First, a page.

# Standard Deviation and Variance (1 of 2)

The variance and the closely-related

**standard deviation** are measures
of how

spread out
a distribution is. In other words, they are measures of variability.

The
variance is computed as the average squared deviation of each number
from its mean. For example, for the numbers 1, 2, and 3, the mean is
2 and the variance is:

.

The formula (in

summation
notation) for the variance in a

population
is

where μ is the mean and N is the number of
scores.

When the variance is computed in a

sample,
the statistic

(where M is the mean of the sample) can be used. S² is a

biased estimate of σ², however. By far the most common
formula for computing variance in a sample is:

which gives an unbiased estimate of σ². Since samples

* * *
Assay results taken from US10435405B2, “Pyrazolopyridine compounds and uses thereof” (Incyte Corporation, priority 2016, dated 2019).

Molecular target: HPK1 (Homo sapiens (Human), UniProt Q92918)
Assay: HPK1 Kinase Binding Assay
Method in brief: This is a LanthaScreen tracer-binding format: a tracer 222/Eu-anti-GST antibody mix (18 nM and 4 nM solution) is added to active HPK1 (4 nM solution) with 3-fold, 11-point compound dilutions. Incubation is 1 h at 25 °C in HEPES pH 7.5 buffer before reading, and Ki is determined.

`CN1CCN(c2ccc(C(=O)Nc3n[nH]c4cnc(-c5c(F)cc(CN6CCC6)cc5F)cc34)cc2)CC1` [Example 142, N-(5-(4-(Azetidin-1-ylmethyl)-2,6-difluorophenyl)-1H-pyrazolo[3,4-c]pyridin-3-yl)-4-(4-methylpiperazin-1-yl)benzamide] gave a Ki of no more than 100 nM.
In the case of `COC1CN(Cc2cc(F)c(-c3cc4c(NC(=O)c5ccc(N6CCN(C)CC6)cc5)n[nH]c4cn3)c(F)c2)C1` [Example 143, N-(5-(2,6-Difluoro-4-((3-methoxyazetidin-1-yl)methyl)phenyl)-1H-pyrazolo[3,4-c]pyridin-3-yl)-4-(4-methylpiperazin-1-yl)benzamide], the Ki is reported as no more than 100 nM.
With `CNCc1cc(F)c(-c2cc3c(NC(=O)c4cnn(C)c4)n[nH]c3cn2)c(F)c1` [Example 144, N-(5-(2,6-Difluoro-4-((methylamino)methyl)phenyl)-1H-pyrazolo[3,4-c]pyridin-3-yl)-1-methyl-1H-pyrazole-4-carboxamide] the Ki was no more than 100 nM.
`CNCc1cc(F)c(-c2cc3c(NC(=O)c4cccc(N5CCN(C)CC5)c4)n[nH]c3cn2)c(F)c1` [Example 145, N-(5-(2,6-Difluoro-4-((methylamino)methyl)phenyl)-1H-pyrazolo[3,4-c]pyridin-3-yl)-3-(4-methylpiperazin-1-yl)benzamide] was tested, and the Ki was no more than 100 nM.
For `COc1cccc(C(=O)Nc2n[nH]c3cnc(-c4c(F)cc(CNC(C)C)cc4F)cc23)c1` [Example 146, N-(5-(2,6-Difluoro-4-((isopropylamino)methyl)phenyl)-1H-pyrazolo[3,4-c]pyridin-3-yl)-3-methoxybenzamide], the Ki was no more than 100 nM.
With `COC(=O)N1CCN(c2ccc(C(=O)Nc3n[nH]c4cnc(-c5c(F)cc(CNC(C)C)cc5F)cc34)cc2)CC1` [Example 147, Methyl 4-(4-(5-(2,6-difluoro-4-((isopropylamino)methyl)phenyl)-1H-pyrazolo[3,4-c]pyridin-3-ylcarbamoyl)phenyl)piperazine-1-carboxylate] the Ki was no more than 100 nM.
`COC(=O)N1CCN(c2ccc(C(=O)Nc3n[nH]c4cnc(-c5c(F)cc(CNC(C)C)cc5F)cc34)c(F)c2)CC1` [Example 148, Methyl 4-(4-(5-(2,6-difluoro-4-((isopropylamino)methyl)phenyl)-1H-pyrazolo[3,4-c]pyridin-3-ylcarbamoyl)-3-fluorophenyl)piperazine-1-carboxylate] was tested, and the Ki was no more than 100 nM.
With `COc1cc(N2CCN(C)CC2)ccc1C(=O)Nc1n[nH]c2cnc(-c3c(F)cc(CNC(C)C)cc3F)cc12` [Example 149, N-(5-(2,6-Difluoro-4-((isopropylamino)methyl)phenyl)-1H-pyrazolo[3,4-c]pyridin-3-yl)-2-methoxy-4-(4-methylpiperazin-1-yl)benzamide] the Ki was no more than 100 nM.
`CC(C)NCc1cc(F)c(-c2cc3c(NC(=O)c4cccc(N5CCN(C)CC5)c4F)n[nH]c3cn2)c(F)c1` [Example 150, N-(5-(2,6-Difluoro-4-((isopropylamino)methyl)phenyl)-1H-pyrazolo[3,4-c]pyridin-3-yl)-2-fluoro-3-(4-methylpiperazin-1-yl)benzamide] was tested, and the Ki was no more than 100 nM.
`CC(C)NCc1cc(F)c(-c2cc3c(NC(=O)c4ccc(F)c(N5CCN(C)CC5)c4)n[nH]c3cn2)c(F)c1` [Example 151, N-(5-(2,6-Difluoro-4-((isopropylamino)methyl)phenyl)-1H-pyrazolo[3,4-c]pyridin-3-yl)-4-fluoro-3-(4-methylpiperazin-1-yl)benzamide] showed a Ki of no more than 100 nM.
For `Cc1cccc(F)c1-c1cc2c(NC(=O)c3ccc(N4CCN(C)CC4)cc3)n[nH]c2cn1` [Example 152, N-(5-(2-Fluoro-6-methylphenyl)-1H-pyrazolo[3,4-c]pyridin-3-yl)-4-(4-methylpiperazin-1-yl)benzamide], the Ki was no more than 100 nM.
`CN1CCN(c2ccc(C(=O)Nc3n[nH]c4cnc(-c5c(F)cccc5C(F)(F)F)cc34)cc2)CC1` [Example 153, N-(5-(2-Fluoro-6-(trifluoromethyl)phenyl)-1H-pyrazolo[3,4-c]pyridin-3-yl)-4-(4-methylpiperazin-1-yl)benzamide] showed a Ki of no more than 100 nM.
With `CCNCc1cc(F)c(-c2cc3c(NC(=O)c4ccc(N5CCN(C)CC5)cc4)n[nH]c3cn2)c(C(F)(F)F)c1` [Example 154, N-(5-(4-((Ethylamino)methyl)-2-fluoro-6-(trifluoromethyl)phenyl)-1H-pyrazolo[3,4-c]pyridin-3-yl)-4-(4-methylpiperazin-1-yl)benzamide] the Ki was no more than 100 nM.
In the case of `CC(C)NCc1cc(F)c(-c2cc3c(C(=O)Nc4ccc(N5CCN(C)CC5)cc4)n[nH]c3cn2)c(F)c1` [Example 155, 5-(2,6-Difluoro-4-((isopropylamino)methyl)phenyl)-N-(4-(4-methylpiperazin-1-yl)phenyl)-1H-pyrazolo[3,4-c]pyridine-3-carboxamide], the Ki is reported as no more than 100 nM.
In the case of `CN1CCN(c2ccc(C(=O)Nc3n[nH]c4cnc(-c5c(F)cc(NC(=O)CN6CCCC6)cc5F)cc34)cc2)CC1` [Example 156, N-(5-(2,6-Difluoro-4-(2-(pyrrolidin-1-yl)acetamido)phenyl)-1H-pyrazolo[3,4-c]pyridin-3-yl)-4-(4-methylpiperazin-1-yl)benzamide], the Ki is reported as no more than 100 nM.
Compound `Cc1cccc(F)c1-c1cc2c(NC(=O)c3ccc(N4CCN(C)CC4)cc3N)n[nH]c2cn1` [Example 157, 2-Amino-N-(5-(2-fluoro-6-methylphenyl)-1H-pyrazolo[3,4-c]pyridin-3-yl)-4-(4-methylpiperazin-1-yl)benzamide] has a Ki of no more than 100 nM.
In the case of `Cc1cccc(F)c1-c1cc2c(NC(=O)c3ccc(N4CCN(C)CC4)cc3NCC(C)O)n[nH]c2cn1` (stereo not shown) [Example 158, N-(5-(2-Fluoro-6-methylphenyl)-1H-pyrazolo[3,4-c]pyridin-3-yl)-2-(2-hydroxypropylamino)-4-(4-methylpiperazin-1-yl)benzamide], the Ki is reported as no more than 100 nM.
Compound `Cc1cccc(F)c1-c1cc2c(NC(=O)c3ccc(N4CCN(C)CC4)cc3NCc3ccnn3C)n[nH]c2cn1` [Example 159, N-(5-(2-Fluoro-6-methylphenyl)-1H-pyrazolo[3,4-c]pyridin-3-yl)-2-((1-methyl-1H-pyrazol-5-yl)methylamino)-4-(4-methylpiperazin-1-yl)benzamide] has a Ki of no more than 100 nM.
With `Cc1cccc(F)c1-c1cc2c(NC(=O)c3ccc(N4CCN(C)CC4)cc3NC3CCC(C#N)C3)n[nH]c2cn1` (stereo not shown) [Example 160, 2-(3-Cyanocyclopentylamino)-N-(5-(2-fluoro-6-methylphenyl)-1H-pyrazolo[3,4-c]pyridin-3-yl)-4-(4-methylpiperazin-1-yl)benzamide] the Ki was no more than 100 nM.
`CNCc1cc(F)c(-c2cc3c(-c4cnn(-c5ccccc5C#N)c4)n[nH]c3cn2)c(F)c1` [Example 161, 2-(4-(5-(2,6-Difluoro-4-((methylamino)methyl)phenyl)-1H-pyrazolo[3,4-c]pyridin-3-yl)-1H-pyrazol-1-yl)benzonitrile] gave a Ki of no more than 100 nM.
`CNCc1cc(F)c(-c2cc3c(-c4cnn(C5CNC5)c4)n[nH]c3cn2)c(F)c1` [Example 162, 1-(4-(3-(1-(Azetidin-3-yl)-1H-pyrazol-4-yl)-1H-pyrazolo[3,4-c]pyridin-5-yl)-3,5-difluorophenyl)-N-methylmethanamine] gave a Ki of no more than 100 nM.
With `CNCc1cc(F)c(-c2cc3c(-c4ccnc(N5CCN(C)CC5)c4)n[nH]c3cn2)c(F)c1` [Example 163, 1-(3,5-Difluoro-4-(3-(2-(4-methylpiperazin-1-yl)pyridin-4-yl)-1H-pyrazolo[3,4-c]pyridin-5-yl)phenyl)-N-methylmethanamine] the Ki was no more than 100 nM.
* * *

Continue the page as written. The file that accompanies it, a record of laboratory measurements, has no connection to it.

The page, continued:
are usually used to estimate parameters, s² is the most commonly
used measure of variance. Calculating the variance is an important
part of many statistical applications and analyses. It is the first
step in calculating the standard deviation.

Standard Deviation

The standard deviation formula is very simple: it is the square root
of the

variance. It is the most commonly used measure
of spread.

An important attribute of the standard deviation as a measure of spread
is that if the mean and standard deviation of a

normal distribution
are known, it is possible to

compute the percentile
rank associated with any given score. In a normal distribution, about
68% of the scores are within one standard deviation of the mean and about
95% of the scores are within two standard deviations of the mean.

The standard deviation has proven to be an extremely useful measure
of spread in part because it is mathematically tractable. Many formulas
in

inferential statistics use the standard
deviation.

(See

next page for applications to risk analysis and stock portfolio volatility.)

How to compute the standard deviation
in SPSS.